What if I told you that you could make and serve homemade orange cinnamon rolls with a decadent orange cream cheese glaze in about 40 minutes from start to finish? Would you be interested?
Is there anything better or sweeter than a billowy, puffy, homemade yeast cinnamon roll right out of the oven? But, if you are like me, the problem is you don’t have the time it takes to make them and let them rise, not once but twice. As you know, it can take hours! Yes, they are divine; yes, they are over-the-top delicious, but unless it’s a special occasion, and you are really committed, they just aren’t practical.
Enter my easy orange cinnamon rolls without yeast and, oh yes, don’t forget the sweet, utterly delectable, orange cream cheese icing! Okay, in reality, my rolls are just sweetened biscuits, so the texture is more like a soft biscuit than a yeast roll, and no, they don’t have that sweet yeasty smell. But for me, the trade-off in time is worth it. These orange cinnamon rolls are every bit as delicious, and the perfect weekend treat.
Oh, and just in case you have forgotten, the holidays are just around the corner. Wouldn’t these yummy orange sweet rolls be the perfect breakfast or brunch on Christmas morning?
How to make Easy (no-yeast) Orange Cinnamon Rolls and Orange Cream Cheese Icing
Preheat oven to 450 degrees F.
Add flour, baking powder, salt and granulated sugar to a large bowl. Whisk to combine.
Place flour mixture and cold butter in a food processor fitted with a steel blade and pulse a few times until the butter is the size of small peas and mixed well with the flour.
Add buttermilk and pulse just until the dry ingredients are moistened. (No buttermilk? See the tips below on how to make your own.)
Sprinkle about 1/3 cup of flour evenly over a large cutting board, pastry mat or kitchen counter.
Place the dough in the center. It will be sticky. Sprinkle a little flour on top of the dough and using a light touch, gently knead the dough 5-7 times.
If your dough is still really sticky and pieces of it are stuck to the counter, use a spatula and scrape up the sticky bits and sprinkle fresh flour on the board or mat.
Gently pat the dough into a 14×8 inch rectangle or use a rolling pin. I like to neaten up the edges by gently pressing them with a ruler, or you can use something else with a straight edge.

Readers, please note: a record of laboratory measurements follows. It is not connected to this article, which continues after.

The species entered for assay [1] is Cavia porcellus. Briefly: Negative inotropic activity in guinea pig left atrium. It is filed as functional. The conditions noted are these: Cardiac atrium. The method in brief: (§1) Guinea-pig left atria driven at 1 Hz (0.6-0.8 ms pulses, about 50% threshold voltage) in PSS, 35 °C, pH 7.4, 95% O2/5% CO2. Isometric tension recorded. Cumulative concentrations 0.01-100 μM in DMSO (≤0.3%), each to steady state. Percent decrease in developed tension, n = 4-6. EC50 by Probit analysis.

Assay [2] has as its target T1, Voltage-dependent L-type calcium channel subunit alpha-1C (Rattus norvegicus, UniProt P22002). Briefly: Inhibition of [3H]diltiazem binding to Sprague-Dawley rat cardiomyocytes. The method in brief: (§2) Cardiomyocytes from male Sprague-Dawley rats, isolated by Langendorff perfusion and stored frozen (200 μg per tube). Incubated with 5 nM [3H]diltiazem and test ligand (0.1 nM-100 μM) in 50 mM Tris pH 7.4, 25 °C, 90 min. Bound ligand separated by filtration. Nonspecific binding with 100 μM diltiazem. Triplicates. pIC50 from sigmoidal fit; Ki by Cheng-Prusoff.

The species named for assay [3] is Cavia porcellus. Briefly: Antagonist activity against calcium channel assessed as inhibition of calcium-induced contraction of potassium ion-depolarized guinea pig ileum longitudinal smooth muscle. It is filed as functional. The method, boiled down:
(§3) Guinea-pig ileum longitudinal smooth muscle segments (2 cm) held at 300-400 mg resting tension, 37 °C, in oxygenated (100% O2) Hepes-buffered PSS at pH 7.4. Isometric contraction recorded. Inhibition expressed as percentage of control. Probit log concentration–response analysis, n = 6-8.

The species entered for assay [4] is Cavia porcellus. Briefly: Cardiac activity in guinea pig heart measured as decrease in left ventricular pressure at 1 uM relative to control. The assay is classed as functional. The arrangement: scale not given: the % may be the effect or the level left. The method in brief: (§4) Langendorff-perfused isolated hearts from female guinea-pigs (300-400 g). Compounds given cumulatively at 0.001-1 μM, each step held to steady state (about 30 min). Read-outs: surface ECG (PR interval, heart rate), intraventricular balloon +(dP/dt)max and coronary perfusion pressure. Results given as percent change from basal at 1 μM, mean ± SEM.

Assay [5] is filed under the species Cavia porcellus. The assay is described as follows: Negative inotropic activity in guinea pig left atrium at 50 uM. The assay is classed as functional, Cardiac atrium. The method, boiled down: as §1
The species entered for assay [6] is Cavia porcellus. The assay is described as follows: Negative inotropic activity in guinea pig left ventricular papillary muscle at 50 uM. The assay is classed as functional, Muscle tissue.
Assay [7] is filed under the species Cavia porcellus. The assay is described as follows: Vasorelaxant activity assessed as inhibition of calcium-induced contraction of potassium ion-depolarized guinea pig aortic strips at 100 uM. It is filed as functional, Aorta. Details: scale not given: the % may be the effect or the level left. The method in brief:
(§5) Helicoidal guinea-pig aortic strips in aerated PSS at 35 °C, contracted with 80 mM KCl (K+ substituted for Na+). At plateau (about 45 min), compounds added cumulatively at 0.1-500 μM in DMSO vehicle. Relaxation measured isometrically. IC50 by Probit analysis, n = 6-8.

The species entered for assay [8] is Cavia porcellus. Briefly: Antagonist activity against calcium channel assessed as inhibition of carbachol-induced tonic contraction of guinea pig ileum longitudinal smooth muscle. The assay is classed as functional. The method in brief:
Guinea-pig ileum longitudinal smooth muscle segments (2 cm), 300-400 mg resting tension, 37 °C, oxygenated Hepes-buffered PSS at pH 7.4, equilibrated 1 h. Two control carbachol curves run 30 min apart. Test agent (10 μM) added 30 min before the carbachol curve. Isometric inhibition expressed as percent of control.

Spread the melted butter evenly over the dough.
Stir the marmalade until it is smooth and then use an offset spatula to spread it out evenly over the dough.
Sprinkle the brown sugar evenly over the marmalade and top with the cinnamon.
Starting at the long end of the rectangle, gently roll the dough towards you. If it sticks to the board or mat, gently insert a spatula or use a ruler placed between the mat and dough to help unstick it. Roll it up completely into a log.
It is easier to cut the rolls if you first place the log in the freezer for 15 minutes to allow it to firm up. Use a sharp knife and slice the log into 8 slices about 1 inch thick.
Spray a 10-inch cast iron skillet with non-stick baking spray and place the cut rolls inside, spaced evenly apart.
Bake the rolls for 15-18 minutes or until golden brown.
Remove from the oven and allow to cool for a few minutes before adding the icing.
While the rolls are baking, place the cream cheese and butter in a medium-size bowl and mix with an electric mixer until the mixture is smooth and creamy.
Add the confectioners’ sugar about a cup at a time and mix until smooth. Add the orange juice and a pinch of kosher salt, mix to combine. If the glaze is too thick, add just a touch more orange juice, but remember it will thin out when it hits the warm rolls.
Spread the icing over the warm rolls and optional, garnish with orange zest. Serve warm.
(Depending on how much glaze you like, you might have some glaze leftover.)
To make your buttermilk at home, simply add 1 Tbsp fresh lemon juice or vinegar to 1 cup of regular whole milk. Mix well and let it sit for 5 minutes.
This dough will be stickier than yeast roll dough; if it’s too sticky to handle, simply add a bit more flour. Also, be sure to sprinkle flour on your rolling pin and flour your hands before handling the dough. Patience and a gentle touch are key here. Take your time when rolling up the log.
To make the log easier to cut into neat slices, be sure to place the log in the freezer for about 15 minutes to allow it to firm up.
If you don’t have a food processor, you can use a pastry cutter or two forks to break up the butter into small pieces in the flour.